Explore a new side of Japan with the unique PC dating-sim games that J-List sells, a great blend of story, characters and "H" done as only the Japanese could. With game concepts ranging from the hilarious (X-Change series) to the dramatic (Kana My Sister, who is dying of a terrible disease) to explorations of various interests like maid cosplay (I would have to recommend Little My Maid, a favorite of mine). Since the games all have multiple endings you can play agan and again and get a new ending each time, as you try to find all the endings and graphics in each game. Browse our incredible line-up of our "H" games now!

Monday, February 06, 2006

History and our "national personality," famous Japanese of the world stage, and putting dogs to sleep in Japan

History is in all of us, and each nation has its own unique quirks or features that come about as a result of its own past. For the Japanese, the arrival of Perry's black ships in 1853 brought them face-to-face with the fact that Japan couldn't stand against nations like the United States and Great Britain. After the "respect the Emperor and expel the foreign barbarians" revolution that ejected the last Tokugawa Shogun in favor of a government formed around the Emperor (which "restored" the Emperor to power, hence the term Meiji Restoration), the country underwent an unprecedented crash program of modernization, retiring the old system of feudal domains (han) for a modern prefectural system based on that of France and introducing education to the people. One of the forces driving this was Japan's desire to be seen in a positive light by foreigners from the powerful countries of the West, and today, the Japanese are still very concerned about how they appear to gaijin (usually translated as "foreigner," although a more accurate translation of the term would be "outsider"). Many large-scale public works, such as the first Shinkansen line, seem to be created to coincide with international events like the Olympics, when foreigners would visit Japan in large numbers and "oo and ah" over their technical achievements. It's like Japan is still trying to prove to the West that they've left the backwards feudal nation they were 150 years ago behind.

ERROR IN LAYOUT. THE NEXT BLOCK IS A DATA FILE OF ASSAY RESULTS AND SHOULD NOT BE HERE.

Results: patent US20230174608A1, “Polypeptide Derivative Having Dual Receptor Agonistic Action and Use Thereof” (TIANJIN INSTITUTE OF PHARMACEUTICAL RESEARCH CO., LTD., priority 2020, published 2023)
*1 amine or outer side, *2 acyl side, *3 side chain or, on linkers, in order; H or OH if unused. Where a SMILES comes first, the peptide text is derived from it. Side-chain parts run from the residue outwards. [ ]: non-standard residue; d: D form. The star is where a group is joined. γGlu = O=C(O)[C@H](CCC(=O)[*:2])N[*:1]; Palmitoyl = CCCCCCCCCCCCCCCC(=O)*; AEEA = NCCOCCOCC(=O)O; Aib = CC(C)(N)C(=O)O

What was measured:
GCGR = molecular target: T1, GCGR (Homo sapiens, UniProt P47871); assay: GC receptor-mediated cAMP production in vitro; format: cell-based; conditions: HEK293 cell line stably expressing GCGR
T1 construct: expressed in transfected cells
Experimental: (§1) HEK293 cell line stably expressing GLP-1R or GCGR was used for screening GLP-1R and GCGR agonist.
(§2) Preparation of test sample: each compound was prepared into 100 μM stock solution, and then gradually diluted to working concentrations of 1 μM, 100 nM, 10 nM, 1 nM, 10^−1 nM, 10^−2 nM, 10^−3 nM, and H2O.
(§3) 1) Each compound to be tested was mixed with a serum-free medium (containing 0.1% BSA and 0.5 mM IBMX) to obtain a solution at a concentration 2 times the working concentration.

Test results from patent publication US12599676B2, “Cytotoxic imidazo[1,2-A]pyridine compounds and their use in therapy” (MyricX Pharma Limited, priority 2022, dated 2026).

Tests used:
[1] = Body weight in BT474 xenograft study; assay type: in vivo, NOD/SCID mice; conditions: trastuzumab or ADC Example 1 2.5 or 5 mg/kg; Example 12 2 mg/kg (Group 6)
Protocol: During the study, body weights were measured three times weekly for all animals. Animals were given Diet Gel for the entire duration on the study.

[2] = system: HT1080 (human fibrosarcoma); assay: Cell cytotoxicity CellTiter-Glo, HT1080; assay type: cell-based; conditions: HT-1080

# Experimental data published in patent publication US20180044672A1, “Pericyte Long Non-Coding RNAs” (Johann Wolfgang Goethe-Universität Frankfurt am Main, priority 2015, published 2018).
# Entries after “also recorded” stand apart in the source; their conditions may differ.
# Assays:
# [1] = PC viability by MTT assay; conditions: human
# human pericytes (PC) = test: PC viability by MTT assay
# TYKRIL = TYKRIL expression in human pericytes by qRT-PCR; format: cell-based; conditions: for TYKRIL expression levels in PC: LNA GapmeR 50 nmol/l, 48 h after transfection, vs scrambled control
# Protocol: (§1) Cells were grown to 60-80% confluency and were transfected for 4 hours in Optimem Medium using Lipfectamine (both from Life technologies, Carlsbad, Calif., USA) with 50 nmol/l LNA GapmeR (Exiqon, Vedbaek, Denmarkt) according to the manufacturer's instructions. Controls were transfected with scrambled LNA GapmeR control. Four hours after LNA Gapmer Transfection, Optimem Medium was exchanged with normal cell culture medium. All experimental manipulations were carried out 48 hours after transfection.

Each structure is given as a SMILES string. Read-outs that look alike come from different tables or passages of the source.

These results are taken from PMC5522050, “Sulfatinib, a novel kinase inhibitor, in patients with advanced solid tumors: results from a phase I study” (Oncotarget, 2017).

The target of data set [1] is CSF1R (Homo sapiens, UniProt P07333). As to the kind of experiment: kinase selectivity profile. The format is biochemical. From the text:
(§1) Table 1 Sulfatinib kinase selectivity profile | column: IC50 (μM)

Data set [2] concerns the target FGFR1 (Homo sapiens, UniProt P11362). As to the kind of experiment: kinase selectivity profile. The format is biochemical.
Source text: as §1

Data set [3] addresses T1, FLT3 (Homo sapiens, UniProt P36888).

This tendency to be concerned with the opinions of the International Community manifests itself in many interesting ways. For one thing, the Japanese love nothing more than to have one of their own number recognized internationally. From writers like Kawabata and Mishima to directors like Kurosawa and Miyazaki and the many Japanese athletes who have made names for themselves abroad, the Japanese are always tickled when a local boy makes good. One of the most respected Japanese today is Etsuro Soto, one of two main sculptors working on the Sagrada Famila cathedral in Barcelona, Spain, which gives people here enormous pride. Another Japanese active on the world stage is Ken Okuyama, one of the main designers at Ferrari and the lead force behind the Enzo, who has won design awards for his creations, to the great happiness of Japanese.

Every country is different, and I bump into these little differences just about every day in Japan. Our family dog Chibi passed away last week, but a few months before I remember having a discussion about him with my wife's family. Although he was old, Chibi was still quite genki (a word that can mean many things, from "I'm fine" to "cheerful" to "energetic," but in this case "healthy"). But if Chibi were to really get sick, so that he were in pain, I asked, would we have him put to sleep? The room suddenly got very quiet -- apparently this is one of those topics you just don't bring up in Japan, much like estate planning for people before they die or how a person who's last name means "the rice field by the mountain" can actually believe his ancestors were samurai. Chibi is happy to be alive, I was told, and we would never think of interfering with the number of his days by ending them early. In this, I sensed an incredible respect for life, although the issue of euthanasia for a beloved pet in pain is certainly a difficult question.

More random pics from my Flickr account. These are the buttons that call waitresses to your table in restaurants. WHY??? do they not have this in the U.S.?

Hanging out in a bookstore. The latest Mazda fun book.

Beat Takeshi, who is really quite famous (it must be all those fans of Johnny Mnemonic), has a new book out

The #1 busybody in Japan, this is (sort of) fortune-teller Kazuko Hosoki, who is on TV five nights a week.

Cool clothes from a "frea market."